Synthesis and Simulacrum

I’m going to begin Four Antecedents with two vignettes I wrote two years ago. At the time, they formed part of an anthology I was writing with my then-business partner. We composed seven stories apiece, each relating to one of the biblical Deadly Sins. Clichéd, I know, but it was fun and useful to build some creative momentum.

The two I’m posting, Synthesis and Simulacrum, refer to envy and sloth, two experiences very close to the darker side of writing. Some of my other entries into the anthology were comedic (and might see the brighter walls of this blog in the future), but these two tales, whether time has treated them well or lent them to entropy, are based on my very own demons.

Synthesis is about a woman named Mel who goes to see an aerial performance at a theatre with her friends. At first, she’s bored and unimpressed, but the skills of the artists grow on her, and as she returns again and again to the same performance, she becomes enamoured with them to the detriment of her social and familial lives.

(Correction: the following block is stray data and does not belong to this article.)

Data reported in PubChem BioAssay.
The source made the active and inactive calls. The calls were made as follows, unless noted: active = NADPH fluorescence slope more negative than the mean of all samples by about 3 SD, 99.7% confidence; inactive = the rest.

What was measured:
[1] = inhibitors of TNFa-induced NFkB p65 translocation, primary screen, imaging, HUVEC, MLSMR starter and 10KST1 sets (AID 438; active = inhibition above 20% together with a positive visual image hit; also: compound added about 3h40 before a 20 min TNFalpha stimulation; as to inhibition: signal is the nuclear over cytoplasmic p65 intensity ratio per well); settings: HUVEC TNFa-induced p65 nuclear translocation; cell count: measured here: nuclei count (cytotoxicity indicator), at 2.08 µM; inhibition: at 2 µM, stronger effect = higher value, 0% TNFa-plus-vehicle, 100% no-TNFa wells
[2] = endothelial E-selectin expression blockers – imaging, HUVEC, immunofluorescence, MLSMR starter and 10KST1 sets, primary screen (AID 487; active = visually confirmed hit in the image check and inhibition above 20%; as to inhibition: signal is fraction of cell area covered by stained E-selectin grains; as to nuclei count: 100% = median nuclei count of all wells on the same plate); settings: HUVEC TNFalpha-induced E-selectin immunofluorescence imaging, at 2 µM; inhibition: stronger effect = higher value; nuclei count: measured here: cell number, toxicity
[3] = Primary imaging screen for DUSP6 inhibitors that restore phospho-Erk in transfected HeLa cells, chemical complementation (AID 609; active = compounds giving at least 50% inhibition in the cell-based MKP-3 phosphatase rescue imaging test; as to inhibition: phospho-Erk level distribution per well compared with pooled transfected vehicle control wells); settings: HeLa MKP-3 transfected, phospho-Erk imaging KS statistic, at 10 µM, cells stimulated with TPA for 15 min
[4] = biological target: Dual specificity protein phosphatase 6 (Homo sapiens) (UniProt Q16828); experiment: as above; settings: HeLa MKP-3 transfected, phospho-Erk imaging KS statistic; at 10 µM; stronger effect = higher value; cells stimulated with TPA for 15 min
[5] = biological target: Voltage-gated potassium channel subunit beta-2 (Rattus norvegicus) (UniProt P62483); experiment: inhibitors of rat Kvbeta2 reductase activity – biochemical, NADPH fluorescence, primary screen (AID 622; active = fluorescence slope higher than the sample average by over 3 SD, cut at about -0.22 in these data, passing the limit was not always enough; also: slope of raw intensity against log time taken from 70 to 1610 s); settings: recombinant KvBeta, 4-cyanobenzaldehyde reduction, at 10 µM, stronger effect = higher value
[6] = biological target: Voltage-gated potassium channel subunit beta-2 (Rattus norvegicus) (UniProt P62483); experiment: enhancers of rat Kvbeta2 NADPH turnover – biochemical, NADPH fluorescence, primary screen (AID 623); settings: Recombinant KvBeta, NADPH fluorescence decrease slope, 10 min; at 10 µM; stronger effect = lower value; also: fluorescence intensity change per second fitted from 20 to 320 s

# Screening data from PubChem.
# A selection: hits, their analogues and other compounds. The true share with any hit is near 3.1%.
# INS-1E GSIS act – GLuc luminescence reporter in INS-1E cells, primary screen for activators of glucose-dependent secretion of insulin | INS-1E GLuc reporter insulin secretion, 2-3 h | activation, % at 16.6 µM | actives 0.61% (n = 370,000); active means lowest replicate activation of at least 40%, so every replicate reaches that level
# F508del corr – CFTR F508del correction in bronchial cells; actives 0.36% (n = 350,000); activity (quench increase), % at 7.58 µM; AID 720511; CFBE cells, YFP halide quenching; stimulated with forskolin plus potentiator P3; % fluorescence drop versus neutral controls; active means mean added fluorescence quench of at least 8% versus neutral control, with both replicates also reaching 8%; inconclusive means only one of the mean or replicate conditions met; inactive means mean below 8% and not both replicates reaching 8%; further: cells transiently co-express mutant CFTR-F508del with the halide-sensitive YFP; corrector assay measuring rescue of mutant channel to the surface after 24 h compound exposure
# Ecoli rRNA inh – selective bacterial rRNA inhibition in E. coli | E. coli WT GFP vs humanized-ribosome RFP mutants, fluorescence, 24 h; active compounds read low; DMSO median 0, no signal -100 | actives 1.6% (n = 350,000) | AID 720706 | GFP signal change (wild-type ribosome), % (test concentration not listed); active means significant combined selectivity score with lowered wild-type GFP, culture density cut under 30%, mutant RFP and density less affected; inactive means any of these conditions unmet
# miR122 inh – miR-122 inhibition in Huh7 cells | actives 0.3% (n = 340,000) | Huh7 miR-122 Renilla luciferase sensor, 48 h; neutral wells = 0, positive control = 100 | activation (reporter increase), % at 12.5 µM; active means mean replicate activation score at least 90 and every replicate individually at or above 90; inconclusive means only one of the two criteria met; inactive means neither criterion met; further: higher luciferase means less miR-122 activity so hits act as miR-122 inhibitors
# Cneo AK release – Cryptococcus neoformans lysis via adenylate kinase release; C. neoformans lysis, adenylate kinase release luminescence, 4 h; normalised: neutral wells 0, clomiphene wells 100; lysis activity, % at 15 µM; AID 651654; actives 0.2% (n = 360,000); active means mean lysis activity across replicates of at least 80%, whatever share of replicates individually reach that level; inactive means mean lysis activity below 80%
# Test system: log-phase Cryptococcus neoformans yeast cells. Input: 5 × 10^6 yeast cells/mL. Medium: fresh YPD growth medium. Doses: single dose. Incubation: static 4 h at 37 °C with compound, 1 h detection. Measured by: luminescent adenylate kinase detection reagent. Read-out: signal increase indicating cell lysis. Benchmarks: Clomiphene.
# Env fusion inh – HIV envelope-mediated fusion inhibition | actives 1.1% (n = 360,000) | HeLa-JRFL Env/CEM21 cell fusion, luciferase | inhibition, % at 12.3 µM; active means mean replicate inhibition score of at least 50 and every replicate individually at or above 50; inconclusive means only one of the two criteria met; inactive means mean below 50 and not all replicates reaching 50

Writing is inherently a selfish endeavour. Writers must often abandon the traditional aspects of life and sometimes even turn their backs on friends and family to complete something that carries no guarantee of success or reward. Some balance this trade off better than others, but no writer is immune, and some even suffer the same fate as poor Mel; forever wishing themselves among the stars but never coming down to Earth.

Simulacrum is a little less dire, but perhaps just as visceral to the aspiring author. It tells the story of Jane, a writer whose portfolio claims no greater honour than a few short pieces graced by a local literary magazine. One day, she discovers a story that reads exactly like hers and begins an imaginary feud with its creator. The problem is, he might be more like her than she’s willing to accept.

Living in the shadow of others is something we can all relate to. It doesn’t matter how good you are, someone’s always better, they say. For the artists, from writers and painters to actors and musicians, finding out your brilliantly original idea is doing its fifth tour as a Broadway remake of a movie based on a novel can be devastating. Just remember; no story is untold, no painting unseen, no song unheard. They’re all built on the same foundation, but how they engage with their audience is always unique.

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